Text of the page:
Olaf Hartenstein and Carolin Schilling-Schulz, Dabelstein & Passehl, Germany


On January 14 2016 the broker law division of the Federal Court of Justice ruled on a case (I ZR 107/14) where the Cologne Bar Association had filed an injunction against an insurance broker because the broker had attempted to settle a claim with the damaged party on behalf of his client’s liability insurer. The bar association alleged that a broker settling claims on behalf of insurers would render unauthorised legal services.

In principle, only registered persons such as lawyers or certain other qualified companies are entitled to render legal services under German law. Nevertheless, there is an exemption for auxiliary activities. If a certain legal service forms an accessory activity to the field of activity of a nonregistered person, this person will also be entitled to render such legal service, provided that it at no time interferes with the fulfilment of the person’s main performance obligation. In the past, the vast majority of brokers were authorised by insurers to settle minor claims with the damaged parties on behalf of the insurers. This was and still is common practice and has greatly facilitated claims processing for insurers. Therefore, the situation which led to the verdict might sound minor, but it has had a significant effect on brokers as well as insurers and their process of claims handling of minor everyday damages.


A client of a dry cleaning service claimed compensation for a ruined article of clothing. The dry cleaner forwarded the matter to its broker (the defendant) which had arranged the liability insurance. The broker was authorised by the liability insurer to negotiate and settle minor claims. The broker denied the claim, for the most part referring to German law. The bar association (the claimant) gained knowledge of the case and called on the courts for an injunction due to unauthorised legal services. The first and second-instance courts rejected the claim. However, the Federal Court of Justice granted the injunction.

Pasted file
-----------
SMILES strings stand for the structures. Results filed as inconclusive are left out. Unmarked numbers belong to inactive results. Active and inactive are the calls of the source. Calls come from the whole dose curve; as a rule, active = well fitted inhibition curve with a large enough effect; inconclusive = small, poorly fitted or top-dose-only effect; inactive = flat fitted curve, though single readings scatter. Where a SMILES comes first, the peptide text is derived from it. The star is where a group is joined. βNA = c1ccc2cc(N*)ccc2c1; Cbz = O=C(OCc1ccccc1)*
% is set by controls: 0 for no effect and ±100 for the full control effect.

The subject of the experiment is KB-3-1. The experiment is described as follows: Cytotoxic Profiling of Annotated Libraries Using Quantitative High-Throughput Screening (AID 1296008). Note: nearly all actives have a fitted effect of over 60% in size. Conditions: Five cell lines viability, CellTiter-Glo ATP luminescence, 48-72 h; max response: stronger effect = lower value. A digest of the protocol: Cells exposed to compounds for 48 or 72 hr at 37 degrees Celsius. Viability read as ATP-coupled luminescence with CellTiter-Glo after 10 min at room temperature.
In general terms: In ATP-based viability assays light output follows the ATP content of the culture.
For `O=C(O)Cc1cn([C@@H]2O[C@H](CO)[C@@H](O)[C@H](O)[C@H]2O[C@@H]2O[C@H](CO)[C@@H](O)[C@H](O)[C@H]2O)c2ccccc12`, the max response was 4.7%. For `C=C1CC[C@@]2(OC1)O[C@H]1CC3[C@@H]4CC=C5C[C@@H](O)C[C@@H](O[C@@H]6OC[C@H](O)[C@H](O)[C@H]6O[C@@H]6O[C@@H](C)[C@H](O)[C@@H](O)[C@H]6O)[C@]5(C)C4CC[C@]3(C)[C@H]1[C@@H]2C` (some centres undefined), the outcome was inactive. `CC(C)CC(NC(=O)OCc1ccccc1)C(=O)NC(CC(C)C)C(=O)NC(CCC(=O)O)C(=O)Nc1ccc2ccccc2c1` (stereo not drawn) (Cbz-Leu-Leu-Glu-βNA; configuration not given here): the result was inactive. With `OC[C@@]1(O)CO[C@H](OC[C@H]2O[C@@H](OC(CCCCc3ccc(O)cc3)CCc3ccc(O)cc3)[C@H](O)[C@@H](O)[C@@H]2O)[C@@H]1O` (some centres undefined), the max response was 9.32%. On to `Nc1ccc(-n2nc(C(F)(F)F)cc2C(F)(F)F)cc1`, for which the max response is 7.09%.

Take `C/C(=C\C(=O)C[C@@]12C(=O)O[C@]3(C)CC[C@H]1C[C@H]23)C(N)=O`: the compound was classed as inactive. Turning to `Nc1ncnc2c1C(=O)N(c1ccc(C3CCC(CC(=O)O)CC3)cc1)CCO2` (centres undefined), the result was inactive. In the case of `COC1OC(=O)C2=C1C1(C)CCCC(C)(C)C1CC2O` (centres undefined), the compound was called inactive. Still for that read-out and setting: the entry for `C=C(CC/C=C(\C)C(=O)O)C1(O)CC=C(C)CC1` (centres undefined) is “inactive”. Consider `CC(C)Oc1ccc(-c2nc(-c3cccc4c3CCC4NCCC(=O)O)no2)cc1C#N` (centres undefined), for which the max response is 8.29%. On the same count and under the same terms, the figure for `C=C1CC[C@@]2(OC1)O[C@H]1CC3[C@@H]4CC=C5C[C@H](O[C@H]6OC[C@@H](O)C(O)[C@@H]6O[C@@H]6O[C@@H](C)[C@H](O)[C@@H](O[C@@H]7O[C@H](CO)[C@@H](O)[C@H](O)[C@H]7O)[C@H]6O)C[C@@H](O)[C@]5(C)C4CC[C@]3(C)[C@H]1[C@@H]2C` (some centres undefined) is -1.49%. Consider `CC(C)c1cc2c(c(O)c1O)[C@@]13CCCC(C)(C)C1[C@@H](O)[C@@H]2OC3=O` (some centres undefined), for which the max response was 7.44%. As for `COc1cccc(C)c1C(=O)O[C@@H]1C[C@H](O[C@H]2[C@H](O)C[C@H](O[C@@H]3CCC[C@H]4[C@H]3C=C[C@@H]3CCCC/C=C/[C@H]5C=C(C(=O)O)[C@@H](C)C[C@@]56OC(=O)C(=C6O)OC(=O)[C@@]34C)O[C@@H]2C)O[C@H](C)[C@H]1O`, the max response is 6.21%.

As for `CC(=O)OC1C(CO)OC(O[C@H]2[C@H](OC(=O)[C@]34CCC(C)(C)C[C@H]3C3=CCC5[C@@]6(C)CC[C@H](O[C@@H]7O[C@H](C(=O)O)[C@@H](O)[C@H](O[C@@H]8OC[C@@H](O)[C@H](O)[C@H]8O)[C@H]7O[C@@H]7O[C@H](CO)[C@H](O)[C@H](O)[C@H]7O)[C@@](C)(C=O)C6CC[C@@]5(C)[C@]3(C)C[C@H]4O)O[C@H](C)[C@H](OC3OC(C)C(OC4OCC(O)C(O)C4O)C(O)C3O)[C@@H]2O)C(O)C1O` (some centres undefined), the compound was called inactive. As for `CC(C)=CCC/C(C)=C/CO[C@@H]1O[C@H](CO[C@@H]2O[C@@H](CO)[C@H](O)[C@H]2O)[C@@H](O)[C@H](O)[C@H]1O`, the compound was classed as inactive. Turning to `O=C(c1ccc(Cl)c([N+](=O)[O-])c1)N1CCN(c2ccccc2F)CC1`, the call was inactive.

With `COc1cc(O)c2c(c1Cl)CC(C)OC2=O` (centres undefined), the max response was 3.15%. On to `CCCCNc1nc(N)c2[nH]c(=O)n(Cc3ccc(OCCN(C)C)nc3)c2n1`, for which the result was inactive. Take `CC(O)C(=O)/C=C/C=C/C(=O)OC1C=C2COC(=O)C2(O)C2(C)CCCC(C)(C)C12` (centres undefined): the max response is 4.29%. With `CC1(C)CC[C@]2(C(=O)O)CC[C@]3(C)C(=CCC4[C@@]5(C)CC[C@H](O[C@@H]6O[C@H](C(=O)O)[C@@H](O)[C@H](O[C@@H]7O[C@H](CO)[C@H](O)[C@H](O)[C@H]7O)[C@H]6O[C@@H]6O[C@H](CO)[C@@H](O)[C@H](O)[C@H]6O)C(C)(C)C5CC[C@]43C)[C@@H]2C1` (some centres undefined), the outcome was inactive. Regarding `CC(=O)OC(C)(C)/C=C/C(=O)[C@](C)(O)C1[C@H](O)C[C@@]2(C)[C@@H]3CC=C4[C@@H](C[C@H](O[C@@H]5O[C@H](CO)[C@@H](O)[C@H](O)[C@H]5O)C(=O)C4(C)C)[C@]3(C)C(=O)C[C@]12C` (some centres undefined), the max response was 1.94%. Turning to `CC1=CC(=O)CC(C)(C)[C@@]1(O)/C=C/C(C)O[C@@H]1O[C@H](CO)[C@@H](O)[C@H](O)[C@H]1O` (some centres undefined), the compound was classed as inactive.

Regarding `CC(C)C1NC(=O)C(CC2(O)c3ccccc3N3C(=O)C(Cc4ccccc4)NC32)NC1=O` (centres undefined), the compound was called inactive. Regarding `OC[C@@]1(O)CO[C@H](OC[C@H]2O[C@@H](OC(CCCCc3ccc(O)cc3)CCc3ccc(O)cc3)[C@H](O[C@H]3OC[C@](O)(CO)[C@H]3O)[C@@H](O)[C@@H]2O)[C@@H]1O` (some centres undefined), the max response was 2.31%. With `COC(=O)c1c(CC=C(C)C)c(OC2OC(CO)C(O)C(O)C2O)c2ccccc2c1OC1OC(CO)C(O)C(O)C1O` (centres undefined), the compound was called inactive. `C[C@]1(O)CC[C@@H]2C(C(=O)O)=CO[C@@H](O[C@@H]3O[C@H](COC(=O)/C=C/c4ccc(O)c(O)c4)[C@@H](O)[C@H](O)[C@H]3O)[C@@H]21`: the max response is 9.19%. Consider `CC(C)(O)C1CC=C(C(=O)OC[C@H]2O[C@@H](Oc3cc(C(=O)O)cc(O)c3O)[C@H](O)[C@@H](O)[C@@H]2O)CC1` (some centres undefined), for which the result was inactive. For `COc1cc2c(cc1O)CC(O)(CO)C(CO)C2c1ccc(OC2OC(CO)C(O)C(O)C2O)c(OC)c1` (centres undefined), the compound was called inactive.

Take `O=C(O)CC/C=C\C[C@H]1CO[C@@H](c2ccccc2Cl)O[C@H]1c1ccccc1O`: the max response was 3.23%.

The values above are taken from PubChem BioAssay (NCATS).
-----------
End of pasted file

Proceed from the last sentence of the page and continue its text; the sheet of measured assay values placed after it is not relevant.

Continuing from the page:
The Federal Court of Justice ruled that claims settlements by brokers on behalf of liability insurers constitute a violation of the Legal Service Act. The settlement of claims for insurers does not qualify as an accessory activity of the main activity of a broker, because – according to Section 59(3) of the Insurance Contract Act – a broker’s main activity is to safeguard the assured’s interests. After placing the insurance contract, the broker must take care of adjustment requirements and extensions, as well as supporting the assured in claims handling (eg, ensuring the notice of claim). According to the court, it is not possible to represent the insurer’s and the assured’s interests simultaneously, as the law forces insurance intermediaries to state clearly whether they are brokers (representing the assured’s interests) or agents (representing the insurer’s interests). The court further elaborated that the interests of the liability insurer and the assured may not always be identical. The insurer has an interest to pay as little as possible, whereas the assured may have an interest in not upsetting the damaged party, possibly a good client or customer. The court therefore ruled that there would be a conflict of interest if the broker were to take care of claims handling on the insurer’s behalf.


The Federal Court of Justice ruled that insurance brokers are banned from claims settlement on the insurer’s behalf in liability insurance. This verdict heavily influences broker practice. It would apply where legal services are rendered in Germany by insurance brokers for insurers. The territorial applicability of the Legal Service Act – and therefore this verdict – is not clearly defined, but on the basis of earlier judgments, the place of the broker’s office is not decisive. On the other hand, there must be significant links to Germany.

For further information on this topic please contact Olaf Hartenstein or Carolin Schilling-Schulz at Dabelstein & Passehl by telephone (+49 40 31 77 970) or email (o.hartenstein@da-pa.com or c.schilling-schulz@da-pa.com). The Dabelstein & Passehl website can be accessed at www.dapa.com.